The Paul Storey Death Sentence Mess

In 2008, a Texas jury found that Paul Storey (left) had murdered Jonas Cherry (right), and the prosecutor, Christy Jack, told the same jury deliberating on the proper punishment,  “It should go without saying, that all of Jonas’s family and everyone who loved him believe the death penalty is appropriate.”

Storey was indeed sentenced to death by the jury’s vote. Cherry’s family, however, opposed the death penalty, and said they always had. In 2016, they issued a video reaffirming their principled objection to executions,

Responding to the video, one of the jurors, Sven Berge,  made a  sworn statement in 2017 stating, “Had I known that Jonas Cherry’s parents were opposed to Paul Storey receiving the death penalty, I would have never have voted for death.” The Texas Court of Criminal Appeals, upon a writ of habeas corpus filed by Storey’s lawyers, stayed Storey’s impending execution and   ordered Judge Everett Young  to investigate whether Jack’s statement  had affected the jury’s decision. After a three-day hearing, he ruled last year that ProsecutorJack’s statement  was improper and prejudicial, because it constituted prosecutorial misconduct “to interject the wishes of the victim’s family for the jury to return a verdict of death.”

Not only that, Judge Young also found that the Jack’s statement to the jury was false. This meant that the judge rejected testimony from  Jack defending her claim that the family wanted Storey to die. She had testified under oath that Jonas Cherry’s father approached her during the trial to say he had changed his mind about opposing the death penalty. The judge recommended that  Storey’s death sentence be reduced to life without parole.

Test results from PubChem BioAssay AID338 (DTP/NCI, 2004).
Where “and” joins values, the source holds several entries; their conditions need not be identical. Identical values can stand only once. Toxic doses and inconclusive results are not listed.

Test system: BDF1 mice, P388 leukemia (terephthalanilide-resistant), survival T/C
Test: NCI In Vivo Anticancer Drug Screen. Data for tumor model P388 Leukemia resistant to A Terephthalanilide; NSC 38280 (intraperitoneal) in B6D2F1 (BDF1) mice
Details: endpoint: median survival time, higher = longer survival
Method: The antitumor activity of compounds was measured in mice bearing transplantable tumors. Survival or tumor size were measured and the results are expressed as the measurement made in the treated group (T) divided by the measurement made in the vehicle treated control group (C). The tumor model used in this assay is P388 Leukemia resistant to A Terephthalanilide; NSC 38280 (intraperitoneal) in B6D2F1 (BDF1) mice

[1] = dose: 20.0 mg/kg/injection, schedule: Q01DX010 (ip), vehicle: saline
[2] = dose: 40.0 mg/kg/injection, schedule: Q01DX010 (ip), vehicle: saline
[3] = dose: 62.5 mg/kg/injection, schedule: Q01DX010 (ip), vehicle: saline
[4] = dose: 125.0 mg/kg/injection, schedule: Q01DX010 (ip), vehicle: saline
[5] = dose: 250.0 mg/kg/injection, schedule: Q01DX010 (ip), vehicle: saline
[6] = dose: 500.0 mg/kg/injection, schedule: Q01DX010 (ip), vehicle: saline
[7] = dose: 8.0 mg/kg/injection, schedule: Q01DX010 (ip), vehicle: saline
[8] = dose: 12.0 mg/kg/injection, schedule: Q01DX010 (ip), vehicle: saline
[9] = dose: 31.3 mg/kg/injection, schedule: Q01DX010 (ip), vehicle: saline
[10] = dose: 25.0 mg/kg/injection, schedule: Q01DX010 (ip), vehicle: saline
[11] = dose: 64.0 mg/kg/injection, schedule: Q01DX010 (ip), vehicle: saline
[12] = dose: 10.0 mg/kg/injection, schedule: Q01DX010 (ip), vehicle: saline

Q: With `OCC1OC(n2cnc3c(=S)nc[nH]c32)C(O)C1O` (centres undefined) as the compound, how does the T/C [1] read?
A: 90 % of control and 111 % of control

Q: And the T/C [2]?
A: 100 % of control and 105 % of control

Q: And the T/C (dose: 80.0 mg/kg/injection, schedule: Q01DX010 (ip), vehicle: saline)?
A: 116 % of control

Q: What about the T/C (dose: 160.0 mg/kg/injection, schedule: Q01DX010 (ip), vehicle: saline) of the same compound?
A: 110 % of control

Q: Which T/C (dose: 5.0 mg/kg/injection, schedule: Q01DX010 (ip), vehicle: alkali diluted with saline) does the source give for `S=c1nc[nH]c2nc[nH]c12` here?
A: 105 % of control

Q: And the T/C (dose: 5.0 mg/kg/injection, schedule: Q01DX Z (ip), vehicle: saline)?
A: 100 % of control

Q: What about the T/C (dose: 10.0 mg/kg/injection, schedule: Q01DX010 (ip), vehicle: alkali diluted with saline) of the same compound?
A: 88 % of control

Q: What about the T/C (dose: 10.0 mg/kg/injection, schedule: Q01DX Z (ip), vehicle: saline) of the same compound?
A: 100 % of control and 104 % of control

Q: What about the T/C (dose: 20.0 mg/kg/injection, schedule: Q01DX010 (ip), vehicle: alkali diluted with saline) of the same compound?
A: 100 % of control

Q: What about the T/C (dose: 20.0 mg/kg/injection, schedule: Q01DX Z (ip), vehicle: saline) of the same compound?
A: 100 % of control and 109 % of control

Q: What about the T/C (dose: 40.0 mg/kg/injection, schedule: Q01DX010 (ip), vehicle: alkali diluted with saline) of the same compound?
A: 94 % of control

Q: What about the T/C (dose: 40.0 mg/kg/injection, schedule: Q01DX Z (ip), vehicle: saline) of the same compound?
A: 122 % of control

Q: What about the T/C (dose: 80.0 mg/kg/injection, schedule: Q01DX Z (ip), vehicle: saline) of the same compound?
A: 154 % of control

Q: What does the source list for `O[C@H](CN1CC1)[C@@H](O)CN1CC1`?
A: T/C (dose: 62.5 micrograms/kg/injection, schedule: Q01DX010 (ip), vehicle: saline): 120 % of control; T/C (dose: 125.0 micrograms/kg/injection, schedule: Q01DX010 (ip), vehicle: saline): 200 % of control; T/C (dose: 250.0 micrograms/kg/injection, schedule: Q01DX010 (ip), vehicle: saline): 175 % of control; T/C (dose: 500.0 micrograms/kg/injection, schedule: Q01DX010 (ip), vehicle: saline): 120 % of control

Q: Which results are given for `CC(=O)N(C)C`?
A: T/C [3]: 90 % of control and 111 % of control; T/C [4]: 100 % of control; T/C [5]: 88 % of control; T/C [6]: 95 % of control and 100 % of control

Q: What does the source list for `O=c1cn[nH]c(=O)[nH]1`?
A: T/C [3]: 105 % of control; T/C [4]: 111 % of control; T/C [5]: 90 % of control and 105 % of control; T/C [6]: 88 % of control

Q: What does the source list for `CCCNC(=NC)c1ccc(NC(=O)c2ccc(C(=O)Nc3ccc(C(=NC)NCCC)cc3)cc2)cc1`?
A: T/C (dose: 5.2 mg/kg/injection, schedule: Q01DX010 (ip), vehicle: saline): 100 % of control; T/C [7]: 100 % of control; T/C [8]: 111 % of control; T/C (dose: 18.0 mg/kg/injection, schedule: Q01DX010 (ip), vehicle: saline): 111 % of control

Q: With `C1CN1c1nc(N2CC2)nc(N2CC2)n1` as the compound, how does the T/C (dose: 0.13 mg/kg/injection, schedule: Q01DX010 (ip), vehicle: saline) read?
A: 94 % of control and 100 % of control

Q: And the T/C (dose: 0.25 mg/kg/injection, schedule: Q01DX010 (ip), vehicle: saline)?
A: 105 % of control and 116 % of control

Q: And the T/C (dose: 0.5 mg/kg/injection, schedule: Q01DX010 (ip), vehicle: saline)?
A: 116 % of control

As if that wasn’t enough to confuse things, a Texas appeals court, in a 6 to 3 ruling, has held  that new evidence about the prosecutor’s apparent falsehood did not justify reducing Storey’s sentence, not because a lie sent him to Death Row, but because defense lawyers waited too long to raise the issue and should have been more diligent in seeking Cherrys’ views on capital punishment. One of the dissenting judges, In Judge Scott Walker objected to the opinion’s assertion  that  lawyers should to “go prying into the private feelings of a murder victim’s family without a very good reason for doing so,” other than beginning with the presumption that “prosecutors misrepresented the truth or even lied.”

As it stands now, however, Storey’s execution will proceed.

What’s going on here? Continue reading

Ethics Verdict On George Zimmerman’s Gun Auction: Ick, But Not Unethical

Only used once!

Only used once!

George Zimmerman is auctioning off the 9-millimeter pistol he used to shoot Trayvon Martin on a website called

Zimmerman wrote,

“I am honored and humbled to announce the sale of an American Firearm Icon The firearm for sale is the firearm that was used to defend my life and end the brutal attack from Trayvon Martin on 2/26/2012.”

George goes on to say that the proceeds will be used to “fight [Black Lives Matter] violence against Law Enforcement officers” and to “ensure the demise of Angela Corey’s persecution career and Hillary Clinton’s anti-firearm rhetoric.”